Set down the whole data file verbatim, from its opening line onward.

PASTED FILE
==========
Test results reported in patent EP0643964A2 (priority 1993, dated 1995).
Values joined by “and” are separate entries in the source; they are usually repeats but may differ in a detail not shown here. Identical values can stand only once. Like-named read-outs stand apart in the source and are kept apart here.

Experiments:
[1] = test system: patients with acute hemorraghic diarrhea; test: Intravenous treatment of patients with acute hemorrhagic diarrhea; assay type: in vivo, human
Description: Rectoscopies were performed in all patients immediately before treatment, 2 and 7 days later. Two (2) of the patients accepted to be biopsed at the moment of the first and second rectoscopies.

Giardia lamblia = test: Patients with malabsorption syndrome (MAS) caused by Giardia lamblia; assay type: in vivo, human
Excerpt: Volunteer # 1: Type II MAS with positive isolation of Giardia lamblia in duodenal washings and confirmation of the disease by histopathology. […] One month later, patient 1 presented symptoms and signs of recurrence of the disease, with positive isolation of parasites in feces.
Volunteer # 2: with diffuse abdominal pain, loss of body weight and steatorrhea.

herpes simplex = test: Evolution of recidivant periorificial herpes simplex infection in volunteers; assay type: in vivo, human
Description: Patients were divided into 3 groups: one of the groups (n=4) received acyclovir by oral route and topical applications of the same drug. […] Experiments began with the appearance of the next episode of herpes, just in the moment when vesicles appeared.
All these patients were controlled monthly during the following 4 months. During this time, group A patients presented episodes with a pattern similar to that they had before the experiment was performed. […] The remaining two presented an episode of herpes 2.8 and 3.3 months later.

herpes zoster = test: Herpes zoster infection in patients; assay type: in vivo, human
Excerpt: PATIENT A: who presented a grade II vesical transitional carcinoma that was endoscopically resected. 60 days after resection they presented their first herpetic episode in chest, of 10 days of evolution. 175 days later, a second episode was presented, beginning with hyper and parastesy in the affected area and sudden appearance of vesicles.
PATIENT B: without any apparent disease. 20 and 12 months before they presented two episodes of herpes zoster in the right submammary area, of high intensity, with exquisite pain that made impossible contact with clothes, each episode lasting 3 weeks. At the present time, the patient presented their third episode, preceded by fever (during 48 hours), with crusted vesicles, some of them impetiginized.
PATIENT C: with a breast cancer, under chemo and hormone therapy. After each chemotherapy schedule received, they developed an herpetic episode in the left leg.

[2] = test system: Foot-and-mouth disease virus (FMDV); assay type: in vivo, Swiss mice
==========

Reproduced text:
Test results reported in patent EP0643964A2 (priority 1993, dated 1995).
Values joined by “and” are separate entries in the source; they are usually repeats but may differ in a detail not shown here. Identical values can stand only once. Like-named read-outs stand apart in the source and are kept apart here.

Experiments:
[1] = test system: patients with acute hemorraghic diarrhea; test: Intravenous treatment of patients with acute hemorrhagic diarrhea; assay type: in vivo, human
Description: Rectoscopies were performed in all patients immediately before treatment, 2 and 7 days later. Two (2) of the patients accepted to be biopsed at the moment of the first and second rectoscopies.

Giardia lamblia = test: Patients with malabsorption syndrome (MAS) caused by Giardia lamblia; assay type: in vivo, human
Excerpt: Volunteer # 1: Type II MAS with positive isolation of Giardia lamblia in duodenal washings and confirmation of the disease by histopathology. […] One month later, patient 1 presented symptoms and signs of recurrence of the disease, with positive isolation of parasites in feces.
Volunteer # 2: with diffuse abdominal pain, loss of body weight and steatorrhea.

herpes simplex = test: Evolution of recidivant periorificial herpes simplex infection in volunteers; assay type: in vivo, human
Description: Patients were divided into 3 groups: one of the groups (n=4) received acyclovir by oral route and topical applications of the same drug. […] Experiments began with the appearance of the next episode of herpes, just in the moment when vesicles appeared.
All these patients were controlled monthly during the following 4 months. During this time, group A patients presented episodes with a pattern similar to that they had before the experiment was performed. […] The remaining two presented an episode of herpes 2.8 and 3.3 months later.

herpes zoster = test: Herpes zoster infection in patients; assay type: in vivo, human
Excerpt: PATIENT A: who presented a grade II vesical transitional carcinoma that was endoscopically resected. 60 days after resection they presented their first herpetic episode in chest, of 10 days of evolution. 175 days later, a second episode was presented, beginning with hyper and parastesy in the affected area and sudden appearance of vesicles.
PATIENT B: without any apparent disease. 20 and 12 months before they presented two episodes of herpes zoster in the right submammary area, of high intensity, with exquisite pain that made impossible contact with clothes, each episode lasting 3 weeks. At the present time, the patient presented their third episode, preceded by fever (during 48 hours), with crusted vesicles, some of them impetiginized.
PATIENT C: with a breast cancer, under chemo and hormone therapy. After each chemotherapy schedule received, they developed an herpetic episode in the left leg.

[2] = test system: Foot-and-mouth disease virus (FMDV); assay type: in vivo, Swiss mice